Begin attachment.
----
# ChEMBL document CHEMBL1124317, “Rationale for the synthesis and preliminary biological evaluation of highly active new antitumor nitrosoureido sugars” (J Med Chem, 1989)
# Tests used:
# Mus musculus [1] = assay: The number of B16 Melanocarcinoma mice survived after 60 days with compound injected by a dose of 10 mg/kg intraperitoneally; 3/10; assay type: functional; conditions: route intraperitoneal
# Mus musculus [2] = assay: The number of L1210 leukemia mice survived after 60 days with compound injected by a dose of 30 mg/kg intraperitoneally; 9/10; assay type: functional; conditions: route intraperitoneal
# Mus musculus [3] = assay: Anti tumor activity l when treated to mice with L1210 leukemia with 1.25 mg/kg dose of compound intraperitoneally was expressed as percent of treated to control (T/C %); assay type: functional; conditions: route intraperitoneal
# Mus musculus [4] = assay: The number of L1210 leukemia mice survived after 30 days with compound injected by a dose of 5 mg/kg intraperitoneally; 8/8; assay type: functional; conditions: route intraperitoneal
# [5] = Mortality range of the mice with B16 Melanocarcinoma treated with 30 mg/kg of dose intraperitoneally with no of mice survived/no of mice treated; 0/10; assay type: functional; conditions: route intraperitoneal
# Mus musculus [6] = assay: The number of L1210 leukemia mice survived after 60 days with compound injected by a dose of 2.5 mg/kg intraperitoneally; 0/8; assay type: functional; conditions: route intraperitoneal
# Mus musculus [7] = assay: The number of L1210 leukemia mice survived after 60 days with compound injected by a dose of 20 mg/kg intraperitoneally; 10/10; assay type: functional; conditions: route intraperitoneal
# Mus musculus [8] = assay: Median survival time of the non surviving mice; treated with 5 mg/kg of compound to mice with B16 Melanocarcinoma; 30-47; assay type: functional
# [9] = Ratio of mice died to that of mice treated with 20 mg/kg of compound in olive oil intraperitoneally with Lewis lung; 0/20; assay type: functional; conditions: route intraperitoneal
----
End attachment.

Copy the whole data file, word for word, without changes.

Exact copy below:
# ChEMBL document CHEMBL1124317, “Rationale for the synthesis and preliminary biological evaluation of highly active new antitumor nitrosoureido sugars” (J Med Chem, 1989)
# Tests used:
# Mus musculus [1] = assay: The number of B16 Melanocarcinoma mice survived after 60 days with compound injected by a dose of 10 mg/kg intraperitoneally; 3/10; assay type: functional; conditions: route intraperitoneal
# Mus musculus [2] = assay: The number of L1210 leukemia mice survived after 60 days with compound injected by a dose of 30 mg/kg intraperitoneally; 9/10; assay type: functional; conditions: route intraperitoneal
# Mus musculus [3] = assay: Anti tumor activity l when treated to mice with L1210 leukemia with 1.25 mg/kg dose of compound intraperitoneally was expressed as percent of treated to control (T/C %); assay type: functional; conditions: route intraperitoneal
# Mus musculus [4] = assay: The number of L1210 leukemia mice survived after 30 days with compound injected by a dose of 5 mg/kg intraperitoneally; 8/8; assay type: functional; conditions: route intraperitoneal
# [5] = Mortality range of the mice with B16 Melanocarcinoma treated with 30 mg/kg of dose intraperitoneally with no of mice survived/no of mice treated; 0/10; assay type: functional; conditions: route intraperitoneal
# Mus musculus [6] = assay: The number of L1210 leukemia mice survived after 60 days with compound injected by a dose of 2.5 mg/kg intraperitoneally; 0/8; assay type: functional; conditions: route intraperitoneal
# Mus musculus [7] = assay: The number of L1210 leukemia mice survived after 60 days with compound injected by a dose of 20 mg/kg intraperitoneally; 10/10; assay type: functional; conditions: route intraperitoneal
# Mus musculus [8] = assay: Median survival time of the non surviving mice; treated with 5 mg/kg of compound to mice with B16 Melanocarcinoma; 30-47; assay type: functional
# [9] = Ratio of mice died to that of mice treated with 20 mg/kg of compound in olive oil intraperitoneally with Lewis lung; 0/20; assay type: functional; conditions: route intraperitoneal